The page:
11 Foods High in Fiber

Fiber is one of the most important nutrients to include in the diet. It promotes healthy digestion and regular bowel movements and is essential for full-body health. Fruits, vegetables, and meats all contain fiber, to varying degrees. High-fiber foods are ideal for people with digestive issues who are seeking a dietary solution.


Peas are a great option for increasing fiber intake. There are plenty of ways to incorporate peas into meals, including adding them to soup or using them as a salad topping. In addition to being a good source of fiber, they are also full of protein and other important nutrients. One cup of peas can add more than eight grams of fiber to your diet. Frozen peas are as nutritionally sound as fresh as long as there are no added sauces or flavors.


Broccoli is one of the most nutritious vegetables. Both the stems and the crowns contain fiber, more than five grams in every cup. Broccoli is a good daytime snack to pair with a healthy dip. Steamed or boiled broccoli loses some of the fiber content but is still beneficial. The cruciferous veggie also contains lots of vitamin C, potassium, and calcium.


Dried figs have just about 15 grams of fiber per cup. While they don’t have as much additional nutritional value as other foods on this list, figs are an excellent way to diversify your fiber intake. Both fresh and dried figs offer these benefits, as well as some protein, omega-6 fatty acids, and vitamin A.


Blackberries and raspberries average eight grams of fiber per cup, while strawberries have around three grams; these sweet bite-sized snacks are a delicious way to up your fiber intake, and frozen berries have as much of a nutritional punch as fresh. You’ll also benefit from their vitamin content, and blackberries are a good source of manganese.


Not all cereal is created equal, but plenty of brands are fiber-rich and nutritious. When shopping for breakfast foods, stay away from sugary cereals with other unhealthy ingredients. Instead, look for cereals with at least 5 grams of fiber per cup, and fewer than 5 grams of sugar. Most of these list ingredients like bran and other whole grains.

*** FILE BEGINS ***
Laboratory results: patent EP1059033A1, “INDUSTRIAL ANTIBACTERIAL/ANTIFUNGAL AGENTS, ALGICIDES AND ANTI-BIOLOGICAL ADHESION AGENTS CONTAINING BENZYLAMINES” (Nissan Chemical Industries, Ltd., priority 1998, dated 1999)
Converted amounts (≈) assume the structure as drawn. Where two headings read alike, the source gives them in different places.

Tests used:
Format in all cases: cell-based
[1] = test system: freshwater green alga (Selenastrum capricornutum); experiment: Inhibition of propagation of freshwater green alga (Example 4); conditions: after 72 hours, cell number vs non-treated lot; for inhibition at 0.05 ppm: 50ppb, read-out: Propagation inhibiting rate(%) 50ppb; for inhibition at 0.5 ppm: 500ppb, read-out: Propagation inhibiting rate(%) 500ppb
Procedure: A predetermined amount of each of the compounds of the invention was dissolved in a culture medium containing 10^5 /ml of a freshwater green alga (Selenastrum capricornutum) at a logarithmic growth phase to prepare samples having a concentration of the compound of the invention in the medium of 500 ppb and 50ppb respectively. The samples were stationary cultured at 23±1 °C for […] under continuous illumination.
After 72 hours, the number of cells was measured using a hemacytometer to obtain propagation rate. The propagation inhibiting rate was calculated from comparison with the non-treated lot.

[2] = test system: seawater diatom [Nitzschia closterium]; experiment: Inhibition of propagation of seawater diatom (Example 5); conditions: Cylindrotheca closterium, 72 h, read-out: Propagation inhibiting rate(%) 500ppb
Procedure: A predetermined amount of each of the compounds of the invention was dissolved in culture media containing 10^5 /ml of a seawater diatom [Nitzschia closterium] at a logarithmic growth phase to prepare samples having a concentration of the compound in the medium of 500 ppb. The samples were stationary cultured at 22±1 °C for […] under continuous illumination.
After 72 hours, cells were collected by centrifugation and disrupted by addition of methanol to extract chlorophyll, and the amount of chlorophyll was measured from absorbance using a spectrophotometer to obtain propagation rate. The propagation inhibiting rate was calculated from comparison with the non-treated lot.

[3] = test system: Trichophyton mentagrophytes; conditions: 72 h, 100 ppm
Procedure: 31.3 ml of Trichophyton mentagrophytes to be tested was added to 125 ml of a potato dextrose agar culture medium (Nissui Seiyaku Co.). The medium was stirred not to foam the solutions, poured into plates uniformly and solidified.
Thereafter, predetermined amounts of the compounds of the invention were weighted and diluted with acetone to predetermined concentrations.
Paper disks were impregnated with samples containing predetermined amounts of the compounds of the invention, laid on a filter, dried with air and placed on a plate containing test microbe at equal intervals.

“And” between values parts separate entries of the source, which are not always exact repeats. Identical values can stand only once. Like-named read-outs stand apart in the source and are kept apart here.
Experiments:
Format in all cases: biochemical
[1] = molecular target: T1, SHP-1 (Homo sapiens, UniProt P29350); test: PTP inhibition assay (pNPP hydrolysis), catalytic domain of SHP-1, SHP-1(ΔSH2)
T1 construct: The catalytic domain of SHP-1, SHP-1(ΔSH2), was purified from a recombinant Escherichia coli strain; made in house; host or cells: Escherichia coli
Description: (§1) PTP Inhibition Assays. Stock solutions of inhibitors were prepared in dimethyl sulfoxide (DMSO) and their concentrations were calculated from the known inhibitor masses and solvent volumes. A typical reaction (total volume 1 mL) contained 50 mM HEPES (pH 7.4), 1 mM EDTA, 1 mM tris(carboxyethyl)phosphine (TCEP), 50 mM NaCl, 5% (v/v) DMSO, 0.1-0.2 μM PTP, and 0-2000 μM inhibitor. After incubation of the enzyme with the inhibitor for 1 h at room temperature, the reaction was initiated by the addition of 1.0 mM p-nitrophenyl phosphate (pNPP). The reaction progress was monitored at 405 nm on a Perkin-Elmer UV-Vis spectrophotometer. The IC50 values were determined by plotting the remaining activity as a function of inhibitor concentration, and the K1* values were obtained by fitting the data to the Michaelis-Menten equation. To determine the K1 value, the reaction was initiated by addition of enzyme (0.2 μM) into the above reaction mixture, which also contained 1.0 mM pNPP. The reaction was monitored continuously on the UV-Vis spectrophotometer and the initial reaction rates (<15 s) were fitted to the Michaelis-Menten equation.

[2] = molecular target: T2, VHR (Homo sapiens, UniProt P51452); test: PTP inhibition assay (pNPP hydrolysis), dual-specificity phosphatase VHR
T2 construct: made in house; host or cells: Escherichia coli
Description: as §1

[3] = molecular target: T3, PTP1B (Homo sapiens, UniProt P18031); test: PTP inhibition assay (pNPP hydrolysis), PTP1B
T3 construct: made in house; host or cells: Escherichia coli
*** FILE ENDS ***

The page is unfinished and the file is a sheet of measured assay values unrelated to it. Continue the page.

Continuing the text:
Nearly everyone knows that beans are high in fiber, but not everyone is aware of how diverse they can be — there may be a bean flavor profile out there for every palate. Black beans and garbanzo beans make excellent salad toppings, and kidney beans are a simple addition to soup, stews, and salads. White beans are an option for hummus and healthy, protein-rich dips, and a chili is always a popular option.


Like beans and peas, lentils are a tiny food that can make a big impact on your diet. The many varieties grace a wide range of dishes, including soups, stews, and curries. They can also be mixed with rice or protein to create a fiber-rich main dish. How much fiber do lentils contain? They rank near the top of this list, with 16 grams per cup. That’s more than 60 percent of the recommended daily amount for most people.


A cup of cooked artichoke hearts contains about five grams of fiber per cup. Even better, they contain insoluble fiber, which helps to promote good digestion. Because artichoke hearts are more popular than the rest of the plant, they can sometimes be more expensive than many of the foods on this list. However, they’re sold not just as fresh produce but are canned and frozen as well. There is so much fiber in artichokes that even the canned version still contains plenty.


Most people love guacamole, but did you know that it’s a prime source of fiber? Just one-half of avocado contains nearly five grams of fiber. The creamy fruit also contains many healthy fats and nutrients beneficial to everything from hair health to heart health. Try adding slices to a sandwich or salad for an easy way to incorporate it into your diet.


Pears are often overlooked in favor of more popular fruits like apples and bananas, but they’re one of the sweetest ways to add fiber. One pear can contain six grams of fiber in addition to other valuable nutrients like vitamin C. They may also aid in cardiovascular wellness, decrease inflammation, and help stabilize blood sugar.

Brown Rice

Brown rice is an inexpensive source of nutrients. Like most grains, brown rice is healthier than processed white rice. A cup of white rice has very little fiber content, but a cup of brown rice has more than 3.5 grams of fiber. Rice is a very versatile food, complementing main dishes and sides. Its fiber offering can be boosted even more by mixing it with other foods on this list.